Kuala Lumpur is enormous! It stretches beyond the horizon and changes with every turn. The further from the city center you go more colorful it is. Skyscrapers are rising everywhere, with the highest density in Kuala Lumpur’s heart. So-called urban jungle forms pleasant shade most of the time, making walking very enjoyable. Wait, walking? Who even walks? That is so last century! Well, my friend, we do. We like to use our feet for exploring. It gives us a unique experience and keeps us in good shape. If you don’t know about our appetite, check our culinary journey, aka food reviews here. So, let’s see how walking in Kuala Lumpur looks like.
Today, we invite you to the footpath, where we share our twists and turns with you. However, we should warn you first, walking in Kuala Lumpur is not easy. With that being said, it makes sense to start the tour at an enjoyable and carefree KLCC area with a neat park in the middle. Here, we loved the contrast between the busy streets and the freedom that green space represents. Part of the privilege is the fountain of drinkable water and an abundance of lush greenery. To be honest, the whole city center is easy to navigate with abundant sidewalks where dense skyscrapers provide relief from the sun. But as you move further from the center, you’ll find an arrangement that makes no sense and fails you in the middle of the street. Oh, yes, that happened many times.
Keep Your Senses Alert
Tip number one. Besides the direction, keep all your senses alert at all times in every direction. Don’t be fooled when you reach the “sideways,” which are supposed to be safe; they have traps. It starts with metal spikes sticking out in the middle of the sideway. Stepping on this rusty metal in flip-flops will injure you. I can tell that from the first hand. You must be asking yourself what that metal piece is. It looks like someone cut the traffic sign and left a small part as a deadly trap. Of course, I kicked it right when we were about to cross the street. To be specific, this happened on the pedestrian crossing point with working traffic lights and zebra crossing path. Here is the dilemma: “Should I watch the traffic while crossing the street or keep my eyes glued to the ground to avoid tetanus infection?”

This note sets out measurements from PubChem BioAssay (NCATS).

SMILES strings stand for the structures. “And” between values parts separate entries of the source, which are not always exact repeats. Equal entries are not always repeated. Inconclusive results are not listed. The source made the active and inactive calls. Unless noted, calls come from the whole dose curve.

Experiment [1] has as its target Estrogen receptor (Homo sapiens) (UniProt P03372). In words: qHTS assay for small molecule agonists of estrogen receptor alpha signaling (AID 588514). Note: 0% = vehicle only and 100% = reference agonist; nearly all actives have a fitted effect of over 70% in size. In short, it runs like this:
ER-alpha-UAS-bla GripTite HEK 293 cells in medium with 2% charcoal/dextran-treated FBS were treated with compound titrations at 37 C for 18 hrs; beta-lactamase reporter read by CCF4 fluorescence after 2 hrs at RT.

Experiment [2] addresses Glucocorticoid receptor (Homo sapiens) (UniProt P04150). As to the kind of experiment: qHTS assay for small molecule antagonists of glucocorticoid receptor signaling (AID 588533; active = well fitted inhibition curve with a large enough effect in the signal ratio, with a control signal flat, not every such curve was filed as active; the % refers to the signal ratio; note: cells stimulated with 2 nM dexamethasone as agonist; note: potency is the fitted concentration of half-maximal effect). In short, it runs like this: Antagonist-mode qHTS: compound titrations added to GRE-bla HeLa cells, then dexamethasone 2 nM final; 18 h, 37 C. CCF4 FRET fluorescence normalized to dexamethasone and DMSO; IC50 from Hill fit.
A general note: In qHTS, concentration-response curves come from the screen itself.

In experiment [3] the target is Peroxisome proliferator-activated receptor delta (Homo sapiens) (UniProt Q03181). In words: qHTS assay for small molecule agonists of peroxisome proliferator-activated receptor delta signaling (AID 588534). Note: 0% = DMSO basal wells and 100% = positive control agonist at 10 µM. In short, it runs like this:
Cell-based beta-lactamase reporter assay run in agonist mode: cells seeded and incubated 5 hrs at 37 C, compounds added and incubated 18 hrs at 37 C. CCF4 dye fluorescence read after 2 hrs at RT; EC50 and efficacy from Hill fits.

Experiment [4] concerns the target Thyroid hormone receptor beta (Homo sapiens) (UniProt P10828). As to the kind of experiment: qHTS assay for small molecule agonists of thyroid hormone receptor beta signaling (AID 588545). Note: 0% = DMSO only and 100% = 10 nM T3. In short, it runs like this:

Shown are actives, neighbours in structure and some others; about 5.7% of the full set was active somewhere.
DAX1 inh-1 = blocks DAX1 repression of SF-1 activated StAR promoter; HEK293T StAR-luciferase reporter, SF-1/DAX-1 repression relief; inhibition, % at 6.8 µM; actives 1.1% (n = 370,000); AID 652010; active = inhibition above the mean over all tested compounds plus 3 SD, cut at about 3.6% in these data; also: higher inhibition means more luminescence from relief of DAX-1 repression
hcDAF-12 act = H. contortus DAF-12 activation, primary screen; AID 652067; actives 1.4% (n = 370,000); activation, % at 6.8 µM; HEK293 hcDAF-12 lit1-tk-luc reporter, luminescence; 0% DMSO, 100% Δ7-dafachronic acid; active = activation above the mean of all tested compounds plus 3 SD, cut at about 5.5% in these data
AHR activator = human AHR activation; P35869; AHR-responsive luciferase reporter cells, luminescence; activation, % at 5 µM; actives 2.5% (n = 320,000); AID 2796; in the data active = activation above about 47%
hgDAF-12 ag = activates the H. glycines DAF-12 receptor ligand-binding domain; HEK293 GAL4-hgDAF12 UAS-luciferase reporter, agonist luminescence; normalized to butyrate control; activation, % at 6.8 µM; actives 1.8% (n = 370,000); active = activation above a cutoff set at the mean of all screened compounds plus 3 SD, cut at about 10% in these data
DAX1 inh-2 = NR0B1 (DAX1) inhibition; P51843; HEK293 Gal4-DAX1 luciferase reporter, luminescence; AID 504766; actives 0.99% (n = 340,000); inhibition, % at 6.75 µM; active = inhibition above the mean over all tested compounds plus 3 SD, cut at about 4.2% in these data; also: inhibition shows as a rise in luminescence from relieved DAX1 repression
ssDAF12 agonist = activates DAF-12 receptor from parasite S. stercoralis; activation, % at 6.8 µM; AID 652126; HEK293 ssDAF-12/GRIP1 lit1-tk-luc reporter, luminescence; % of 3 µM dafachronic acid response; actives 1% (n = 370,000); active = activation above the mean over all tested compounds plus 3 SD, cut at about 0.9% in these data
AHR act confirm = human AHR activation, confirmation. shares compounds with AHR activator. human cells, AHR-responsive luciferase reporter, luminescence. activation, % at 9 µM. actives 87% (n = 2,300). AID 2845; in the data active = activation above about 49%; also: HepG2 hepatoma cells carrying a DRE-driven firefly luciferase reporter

Sideways or Not?
Exhausted from the heat and mood swings, we reached the picture-perfect alley with giant trees sheltering us from the sun. It was so peaceful that we could hear each other and even walk side by side. What a joy it is when the street sound doesn’t literally hurt your ears! Then this wonderful sidewalk suddenly started getting more and more narrow, so once again, we were forced to walk in a row. So here we go again: “Wait, what did you say? Pavement amazement!” Indeed it was. As it turned out, this pedestrian-friendly sidewalk’s sole purpose was housing the street lights and garbage bins. Just like that, we were forced to slalom on the path, overcoming the garbage bin, advertisement and street lights. On top of that, you will be jumping because the kerbstone happened to be two feet high. Why? Maybe to keep my but cheeky? I’ll go with that.
You think you heard everything by now, right? Wrong! There is the deadliest trap of them all, the unmarked holes on this pedestrian walkway/sewage covers. Tip number two: eyes on the floor and fear of the dark.
Is KL Safe?
How about safety? By now, you know we spent some time on Kuala Lumpur’s streets, and not even once we felt insecure. At risk, yes, pedestrians are endangered species. Here we must admit that we avoided late-night walking because that is just common sense. Many people live in this metropolis, and statistics say that there are some people you’d want to avoid among a few million. Indeed, the razor wire fencing and robust security at every condominium entrance aren’t just for aesthetics. However, I warmly recommend chatting with security though. These are mostly Gurkhas, and they are super friendly.
Never Stop Walking!
As a true explorer, everyone should jump on the MRT (KL’s subway system) and minimalize the environmental impact. Public transport in Kuala Lumpur is clean, safe, and works like a charm. On top of that, the city even provides free (“percuma” – means free in Malay) buss for better public mobility. Here I should point out only one nonsense. If you take a regional train, there is no way one could buy only the ticket. You need to buy a plastic card and top on credit. Great, right? Sadly with one drawback. The plastic card is not refundable. Eat shit, mother earth!
Is this diary to discourage pedestrians? Nah, this is a complaint about how unfriendly KL is to pedestrians, but we won’t give up. Walking in Kuala Lumpur, or any other city, is totally worth it, especially if you want to get a real understanding of the city.